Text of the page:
At Home on the Range: Never give up
by Jody White
Every so often we end up with a calf without a permanent mother. No matter how hard we try to foist him off on a heifer or cow that has lost a calf, it just doesn’t take. This year it wasn’t that the calf had a problem with any of his assorted trial moms, it was the mothers that had a problem with the calf! We tried anything and everything in our desperate attempts at grafting calf to cow. Who wants to be faced with being tied down to a bucket calf all spring and summer? Not me!
Although a pain in the you know what, Mikey did have one redeeming quality. He was aggressive and he could eat. I named him for the kid on TV that advertised some kind of cereal. Remember … “Give it to Mikey. He’ll eat anything!”? So much for the magic of advertising if all I can remember is the name of the kid and not the cereal!
Mikey, the calf, was born big, and born hungry. But as luck would have it, his mom didn’t give enough milk to cover the bottom of a bucket. So the first month of his life was spent under a different heifer every feeding. Whatever heifers we happened to have in the barn at the time became surrogate mothers for at least one feeding, whether she liked it or not. Which in most cases she didn’t! So I would have to put the heifer in the stanchion so Mikey and his newly acquired, although temporary brother or sister could nurse. But man did that get old fast.
I finally broke down and bought a sack of calf replacement milk. It didn’t matter to him whether breakfast or dinner came in a cow or a bucket! The minute he saw me come in to the barn he would start salivating. He knew mealtime wasn’t far away. Bawling, butting and nuzzling anything … posts, stall boards, other calves, the dog, he would be in a feeding frenzy before I even got him anything to eat! The only tough job I had after stanchioning whatever cow or heifer that was handy was calming Mikey down long enough to point him in the right direction.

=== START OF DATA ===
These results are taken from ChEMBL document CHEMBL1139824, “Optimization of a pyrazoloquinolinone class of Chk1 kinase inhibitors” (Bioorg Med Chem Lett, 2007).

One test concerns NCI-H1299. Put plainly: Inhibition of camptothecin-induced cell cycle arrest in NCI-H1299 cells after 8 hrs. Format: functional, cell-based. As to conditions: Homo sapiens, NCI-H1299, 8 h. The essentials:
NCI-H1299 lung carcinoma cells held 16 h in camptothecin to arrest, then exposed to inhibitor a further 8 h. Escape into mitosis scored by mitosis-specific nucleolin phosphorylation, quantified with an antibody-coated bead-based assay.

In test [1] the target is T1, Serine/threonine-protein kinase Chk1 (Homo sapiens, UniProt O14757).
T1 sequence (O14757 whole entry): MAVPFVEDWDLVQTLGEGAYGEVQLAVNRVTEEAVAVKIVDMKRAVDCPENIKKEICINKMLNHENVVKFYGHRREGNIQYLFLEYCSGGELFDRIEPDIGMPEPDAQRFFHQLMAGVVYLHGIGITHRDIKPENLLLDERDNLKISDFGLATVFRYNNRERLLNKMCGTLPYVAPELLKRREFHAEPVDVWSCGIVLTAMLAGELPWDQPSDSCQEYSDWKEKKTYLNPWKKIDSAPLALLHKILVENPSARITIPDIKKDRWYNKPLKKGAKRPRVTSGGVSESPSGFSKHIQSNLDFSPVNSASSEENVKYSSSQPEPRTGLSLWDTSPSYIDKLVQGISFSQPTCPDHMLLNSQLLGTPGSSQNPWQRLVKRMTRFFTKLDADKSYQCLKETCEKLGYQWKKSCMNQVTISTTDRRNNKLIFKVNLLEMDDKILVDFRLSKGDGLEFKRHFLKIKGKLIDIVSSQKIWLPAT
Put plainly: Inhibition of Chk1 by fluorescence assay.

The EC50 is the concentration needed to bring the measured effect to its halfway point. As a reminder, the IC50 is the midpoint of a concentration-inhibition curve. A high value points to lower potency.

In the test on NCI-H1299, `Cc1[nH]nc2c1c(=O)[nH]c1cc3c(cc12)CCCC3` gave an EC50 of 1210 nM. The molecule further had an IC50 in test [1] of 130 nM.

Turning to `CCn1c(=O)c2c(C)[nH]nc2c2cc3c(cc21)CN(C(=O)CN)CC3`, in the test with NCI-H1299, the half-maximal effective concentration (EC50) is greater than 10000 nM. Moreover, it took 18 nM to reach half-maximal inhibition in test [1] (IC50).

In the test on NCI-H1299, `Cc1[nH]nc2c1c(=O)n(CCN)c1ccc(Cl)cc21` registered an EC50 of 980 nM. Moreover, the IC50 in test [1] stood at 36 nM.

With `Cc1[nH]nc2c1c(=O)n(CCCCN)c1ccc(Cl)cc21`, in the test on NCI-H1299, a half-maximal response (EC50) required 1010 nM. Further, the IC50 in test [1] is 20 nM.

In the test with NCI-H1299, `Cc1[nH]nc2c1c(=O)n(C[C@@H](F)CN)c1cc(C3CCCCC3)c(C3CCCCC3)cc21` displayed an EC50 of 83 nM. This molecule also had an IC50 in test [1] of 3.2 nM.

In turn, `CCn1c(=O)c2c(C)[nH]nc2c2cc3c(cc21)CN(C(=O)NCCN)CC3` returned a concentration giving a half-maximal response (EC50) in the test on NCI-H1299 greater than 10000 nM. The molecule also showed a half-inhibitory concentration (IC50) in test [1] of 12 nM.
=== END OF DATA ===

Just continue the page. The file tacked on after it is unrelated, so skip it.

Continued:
I couldn’t fill him up. He was a bottomless pit, insatiable, a ball of black hair on four hollow legs. He got to where after he would nurse something out he wanted to top it off with a bucket of milk replacer. I will admit, though, he did come in pretty handy for any cows we had to bring in that were giving too much milk for their own calves or had sick calves and needed to be milked out. Even after he would gorge himself he would still look around for the bucket.
After two earlier attempts at grafting him on heifers that had lost calves (neither of which wanted him if slamming him up against the stall walls or trying to kick his head off was any indication) I was getting desperate. There were no new possible moms in sight; the heifers were all calved out. Then, one day, Butch brought home an old cow that had lost a calf. It had come premature. Deciding it couldn’t hurt to at least try to get the cow to take Mikey, we prepared to skin the dead calf and make a coat for him. Problem was there wasn’t enough hide on the calf to even make a t-shirt much less a coat … a handkerchief, maybe. So disregarding plan A, I moved right along to plan B, telling myself it probably wasn’t going to work, but wanting to believe that it would. I cornered Mikey behind a gate and dumped two gallons of warm mineral oil and water all over him. Then I preceded to sprinkle, no, make that pour, almost a whole bottle of O-NO-MO over his head back and rear end. The old cow eyeballed him, sniffed, licked, then kicked, and then repeated the pattern all over again. After three hours of sniffing, licking, and kicking, she finally accepted him. Hallelujah!
The moral to this story is never give up! Never give up! There is always a way!
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It’s time for Colorado meat producers to throw down the gauntlet.